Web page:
A task force dedicated to producing recommendations for Mississippi legislators regarding the potential expansion of legal online sports betting in the state recently held a hearing. During that meeting, an interesting wrinkle became a subject of discussion.
If imitation is the most sincere form of flattery, neighboring Louisiana should be blushing. While Mississippi has some history of local sovereignty over “vice laws,” Louisiana has been the only place to apply that principle to online gambling so far.
Mississippi’s online betting expansion task force comes together
Earlier this year, Gov. Tate Reeves finalized a law creating a team composed of members of the state legislature, business leaders, and government workers. The 13 members will produce a report on possible online sports betting expansion in Mississippi by Dec. 15.
Currently, Mississippi law allows commercial and tribal casinos in the state to take bets on sporting events from people inside their facilities. That includes bets made using betting windows, kiosks, and mobile devices.
However, online betting becomes illegal once bettors leave those few casinos offering on-site online gambling. Among those are:
- Biloxi’s Treasure Bay Casino and Hotel
- Gold Strike Casino Resort in Tunica
- Multiple Pearl River Resort sites
The past few legislative sessions have brought attempts to expand the regulation of that activity to the entire state. However, the commission of the task force has been the closest thing to making that happen.
On Tuesday, the Mobile Online Betting Task Force held its first of two hearings. One of the issues discussed could translate into Mississippians deciding whether to allow online sports betting in their backyards via the vote.
Mississippi might let voters decide on expanding online gambling
In 2020, voters in Louisiana went to the ballot box to determine whether they would allow regulated sports betting in each parish. People in nine of those parishes defeated the measure, while the other 55 parishes approved the premise.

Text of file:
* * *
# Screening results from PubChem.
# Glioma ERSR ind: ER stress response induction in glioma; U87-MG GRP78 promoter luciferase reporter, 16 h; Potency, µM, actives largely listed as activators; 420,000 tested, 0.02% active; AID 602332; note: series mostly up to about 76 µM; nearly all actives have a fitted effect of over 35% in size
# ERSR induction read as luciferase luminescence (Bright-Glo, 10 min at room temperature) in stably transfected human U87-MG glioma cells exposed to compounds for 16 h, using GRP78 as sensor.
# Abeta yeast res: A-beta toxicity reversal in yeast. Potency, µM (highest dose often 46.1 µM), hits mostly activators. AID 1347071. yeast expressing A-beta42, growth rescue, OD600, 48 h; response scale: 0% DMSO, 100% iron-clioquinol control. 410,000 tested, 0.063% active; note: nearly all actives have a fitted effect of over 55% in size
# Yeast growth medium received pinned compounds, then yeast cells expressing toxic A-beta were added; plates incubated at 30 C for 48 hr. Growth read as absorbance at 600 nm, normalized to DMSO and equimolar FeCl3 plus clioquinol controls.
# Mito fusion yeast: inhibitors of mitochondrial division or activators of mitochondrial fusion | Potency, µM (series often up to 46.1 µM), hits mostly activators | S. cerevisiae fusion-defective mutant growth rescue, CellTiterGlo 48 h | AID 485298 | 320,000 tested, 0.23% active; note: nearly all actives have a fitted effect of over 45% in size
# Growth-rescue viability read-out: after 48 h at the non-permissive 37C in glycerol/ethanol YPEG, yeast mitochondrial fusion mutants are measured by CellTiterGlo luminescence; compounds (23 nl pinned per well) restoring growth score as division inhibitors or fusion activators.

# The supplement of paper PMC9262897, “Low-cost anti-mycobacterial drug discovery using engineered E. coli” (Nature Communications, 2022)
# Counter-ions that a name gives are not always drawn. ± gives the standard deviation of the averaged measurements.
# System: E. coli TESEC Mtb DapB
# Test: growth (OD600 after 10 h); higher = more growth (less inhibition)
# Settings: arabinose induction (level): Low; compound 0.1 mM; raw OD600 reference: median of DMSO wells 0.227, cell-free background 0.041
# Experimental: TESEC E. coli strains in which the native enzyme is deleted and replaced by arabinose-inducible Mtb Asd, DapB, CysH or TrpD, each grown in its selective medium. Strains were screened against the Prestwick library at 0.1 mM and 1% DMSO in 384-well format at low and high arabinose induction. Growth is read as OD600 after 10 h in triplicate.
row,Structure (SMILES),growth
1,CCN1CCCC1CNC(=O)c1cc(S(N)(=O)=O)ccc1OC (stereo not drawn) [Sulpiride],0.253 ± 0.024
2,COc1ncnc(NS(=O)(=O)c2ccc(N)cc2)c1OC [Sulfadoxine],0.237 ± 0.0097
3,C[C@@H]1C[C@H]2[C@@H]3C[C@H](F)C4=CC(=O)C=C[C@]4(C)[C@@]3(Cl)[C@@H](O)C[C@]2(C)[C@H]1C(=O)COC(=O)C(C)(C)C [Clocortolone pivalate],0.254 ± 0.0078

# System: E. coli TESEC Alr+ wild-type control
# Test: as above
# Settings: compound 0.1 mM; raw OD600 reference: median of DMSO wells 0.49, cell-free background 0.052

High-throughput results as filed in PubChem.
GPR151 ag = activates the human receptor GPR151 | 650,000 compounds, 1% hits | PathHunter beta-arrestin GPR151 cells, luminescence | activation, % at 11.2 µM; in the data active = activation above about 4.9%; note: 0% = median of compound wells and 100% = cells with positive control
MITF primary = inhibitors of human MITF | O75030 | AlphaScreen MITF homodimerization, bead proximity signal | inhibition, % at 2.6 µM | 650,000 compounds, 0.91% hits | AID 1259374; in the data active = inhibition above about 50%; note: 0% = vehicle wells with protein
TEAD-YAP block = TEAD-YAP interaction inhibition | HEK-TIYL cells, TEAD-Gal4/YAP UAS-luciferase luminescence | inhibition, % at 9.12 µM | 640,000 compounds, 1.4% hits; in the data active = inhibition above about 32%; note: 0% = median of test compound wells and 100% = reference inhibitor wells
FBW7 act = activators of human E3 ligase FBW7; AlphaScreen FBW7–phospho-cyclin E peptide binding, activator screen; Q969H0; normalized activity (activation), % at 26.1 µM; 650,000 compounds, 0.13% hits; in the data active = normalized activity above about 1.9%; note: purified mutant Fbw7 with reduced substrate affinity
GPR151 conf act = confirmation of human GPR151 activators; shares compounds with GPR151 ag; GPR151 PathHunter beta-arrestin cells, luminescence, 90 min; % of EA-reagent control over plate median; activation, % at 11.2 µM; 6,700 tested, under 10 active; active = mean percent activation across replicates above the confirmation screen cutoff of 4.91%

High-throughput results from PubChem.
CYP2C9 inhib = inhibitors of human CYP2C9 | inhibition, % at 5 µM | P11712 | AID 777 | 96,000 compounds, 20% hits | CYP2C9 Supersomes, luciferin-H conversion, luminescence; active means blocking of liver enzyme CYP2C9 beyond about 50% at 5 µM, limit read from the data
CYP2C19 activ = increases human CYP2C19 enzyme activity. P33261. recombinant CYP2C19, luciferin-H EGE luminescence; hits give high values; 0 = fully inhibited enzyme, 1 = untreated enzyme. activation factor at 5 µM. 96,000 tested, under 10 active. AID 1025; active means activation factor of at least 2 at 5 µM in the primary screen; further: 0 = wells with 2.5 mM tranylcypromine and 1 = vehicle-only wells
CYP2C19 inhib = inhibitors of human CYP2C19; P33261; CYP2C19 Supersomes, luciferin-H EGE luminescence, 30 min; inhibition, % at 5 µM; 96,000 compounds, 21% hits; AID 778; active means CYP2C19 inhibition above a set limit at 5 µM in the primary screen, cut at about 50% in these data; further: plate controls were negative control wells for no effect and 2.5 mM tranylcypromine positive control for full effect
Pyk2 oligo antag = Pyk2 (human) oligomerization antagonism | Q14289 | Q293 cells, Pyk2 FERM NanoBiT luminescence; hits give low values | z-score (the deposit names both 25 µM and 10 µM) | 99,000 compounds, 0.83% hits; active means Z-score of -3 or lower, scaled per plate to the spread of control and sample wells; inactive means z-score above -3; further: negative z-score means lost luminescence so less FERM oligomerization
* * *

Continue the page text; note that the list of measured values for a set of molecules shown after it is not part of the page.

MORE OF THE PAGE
That general concept is by no means unique to Louisiana. Mississippi set up its regulated alcohol sales industry in much the same way. For example, according to a post by AP News, voters in Prentiss County weighed in on whether to approve the sale of alcohol within the city limits of Booneville in 2020.
That issue became less prominent a year later when Mississippi officially legalized alcohol possession statewide. However, the sale of alcohol remains somewhat of a patchwork from one town to the next in Mississippi.
According to Steve Wilson of The Center Square, letting voters in each county decide whether to allow online sports betting was among the topics of conversation at Tuesday’s task force hearing.
Mississippi Gaming Commission’s Jay McDaniel also covered taxation and how to utilize the new revenue. McDaniel wasn’t the only one to testify during the hearing. The discussion seemed comprehensive.
Informational hearing does little to reveal report’s direction
For the most part, task force members did more listening than discussing how to formulate their report during Tuesday’s hearing. Wilson reports that Penn Entertainment Director of Public Affairs and Government Relations Jason Tosches and West Virginia Delegate Shawn Fluharty also spoke at the hearing.
Both Fluharty and Tosches espoused the benefits of a regulated system for online sports betting. Among those were consumer protections and support for responsible gambling programs.
Representatives for other Mississippi casinos also took part in the hearing. Pat Evans of Legal Sports Report states casino executives were divided on the expansion issue. Some casino execs expressed concern that expansion would curtail foot traffic in their properties. Others supported the idea as a way to add a new revenue stream, though.
It’s too early to tell whether the task force’s report will present expanding online sports betting in a positive light. Furthermore, whether the report recommends the legislature leave the issue up to voters is still uncertain.
There is a possibility that may be one of the issues on the ballot in Mississippi in 2024, though.